9. Read more. Reading is mindfulness. Reading is meditation. Reading is perhaps drugs.Minus the drugs.

#7 Life is the people who love you. And you love back.

Life is not your career, your bank balance, the laurels you have earned, or the virtual social media fame you have. Life is the people who love you.

They alone matter, nothing else. You would not choose to be alive for a job, or a tag of IAS, if you did not have the people you love to enjoy it with. I should know, I know a few hundred such people.

Lastly, enjoy the rain, the sunshine, cold water on your face, the Delhi winters when they come. And don’t worry about things that won’t probably happen.

Until next time,

Neyawn

Disclaimer : This article reflects the personal views of the author and does not represent the views of ForumIAS.

Any advice given above is not in the nature of a medical prescription, nor is the author a medical practitioner. We recommend you seek medical advice / professional help. 


If you think someone can benefit from this article, do share it with them. These are bad times for UPSC aspirants.

 

If you would like to reach out to me, you can write to me at neyawn@forumias.academy. I may not reply to every email, but do reach all of them – some of them ten times.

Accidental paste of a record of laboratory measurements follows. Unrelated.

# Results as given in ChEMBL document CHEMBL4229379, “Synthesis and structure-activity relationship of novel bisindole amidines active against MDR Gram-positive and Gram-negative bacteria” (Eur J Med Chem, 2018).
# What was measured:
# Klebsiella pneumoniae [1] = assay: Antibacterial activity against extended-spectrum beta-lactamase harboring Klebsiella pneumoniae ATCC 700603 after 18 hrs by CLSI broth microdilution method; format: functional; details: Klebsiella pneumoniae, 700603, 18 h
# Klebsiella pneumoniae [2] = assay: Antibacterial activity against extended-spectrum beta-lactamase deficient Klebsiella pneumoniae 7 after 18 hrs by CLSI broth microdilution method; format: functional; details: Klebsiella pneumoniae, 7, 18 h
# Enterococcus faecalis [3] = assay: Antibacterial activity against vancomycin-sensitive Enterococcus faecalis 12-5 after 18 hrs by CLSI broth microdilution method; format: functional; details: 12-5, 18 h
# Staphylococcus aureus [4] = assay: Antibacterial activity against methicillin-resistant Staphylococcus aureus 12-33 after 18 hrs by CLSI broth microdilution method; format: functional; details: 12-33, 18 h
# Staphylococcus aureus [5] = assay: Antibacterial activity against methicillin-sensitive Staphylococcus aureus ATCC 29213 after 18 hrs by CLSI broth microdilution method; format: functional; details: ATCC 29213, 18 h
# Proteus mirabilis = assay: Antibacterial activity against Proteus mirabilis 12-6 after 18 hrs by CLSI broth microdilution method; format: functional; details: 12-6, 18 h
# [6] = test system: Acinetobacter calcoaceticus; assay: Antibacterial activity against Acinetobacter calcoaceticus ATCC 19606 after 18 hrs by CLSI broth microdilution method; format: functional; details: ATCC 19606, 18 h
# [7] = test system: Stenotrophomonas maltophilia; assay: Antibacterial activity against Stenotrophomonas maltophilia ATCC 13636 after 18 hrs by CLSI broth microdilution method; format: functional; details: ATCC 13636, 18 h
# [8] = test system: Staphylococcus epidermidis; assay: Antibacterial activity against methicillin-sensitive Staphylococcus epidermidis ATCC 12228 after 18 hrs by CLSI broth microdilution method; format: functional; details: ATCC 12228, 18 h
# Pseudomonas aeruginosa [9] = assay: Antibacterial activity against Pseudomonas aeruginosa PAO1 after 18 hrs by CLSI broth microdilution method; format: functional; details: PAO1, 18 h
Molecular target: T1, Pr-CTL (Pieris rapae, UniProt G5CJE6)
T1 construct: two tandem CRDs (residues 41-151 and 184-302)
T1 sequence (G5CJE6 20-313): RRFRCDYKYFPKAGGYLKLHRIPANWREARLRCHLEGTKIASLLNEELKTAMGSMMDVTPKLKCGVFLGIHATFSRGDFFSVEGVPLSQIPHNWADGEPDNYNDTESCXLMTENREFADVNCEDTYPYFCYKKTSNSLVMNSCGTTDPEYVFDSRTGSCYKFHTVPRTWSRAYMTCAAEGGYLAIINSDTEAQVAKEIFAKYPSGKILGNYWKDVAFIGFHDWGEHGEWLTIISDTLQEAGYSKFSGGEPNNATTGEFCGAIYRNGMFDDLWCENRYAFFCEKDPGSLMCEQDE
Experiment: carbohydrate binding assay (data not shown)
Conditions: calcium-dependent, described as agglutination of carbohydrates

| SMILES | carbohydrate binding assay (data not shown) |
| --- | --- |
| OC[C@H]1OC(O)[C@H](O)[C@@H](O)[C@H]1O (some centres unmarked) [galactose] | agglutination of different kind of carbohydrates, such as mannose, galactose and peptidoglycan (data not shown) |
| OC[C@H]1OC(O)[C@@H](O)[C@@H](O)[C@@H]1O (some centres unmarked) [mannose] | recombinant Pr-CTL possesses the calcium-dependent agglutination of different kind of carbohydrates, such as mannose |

Alternatively you can leave comments here. Comments are ominous. I was happy  to see both Suraj  ( who got IRS, IPS and then IAS this year, yes ! ) and Pushplata, who regularly followed the blog, get rank 80 this year. I am a little superstitious here.

 

[2] Siddharth is temporarily serving in new Delhi in the Indian Foreign Service before he leaves for his foreign training. He secured Rank 15 a couple of years back and was deeply affected by the suicides happening in New Delhi among IAS aspirants.  He wanted to write something, I suggested him – why not make a film? I am willing to do the script and get the high end cameras, if someone just knows cinematography.

 

[1] Merchant of Venice, by William Shakespeare.

[0] To be or not to be is a soliloquy by Hamlet, in the novel Hamlet, by William Shakespeare.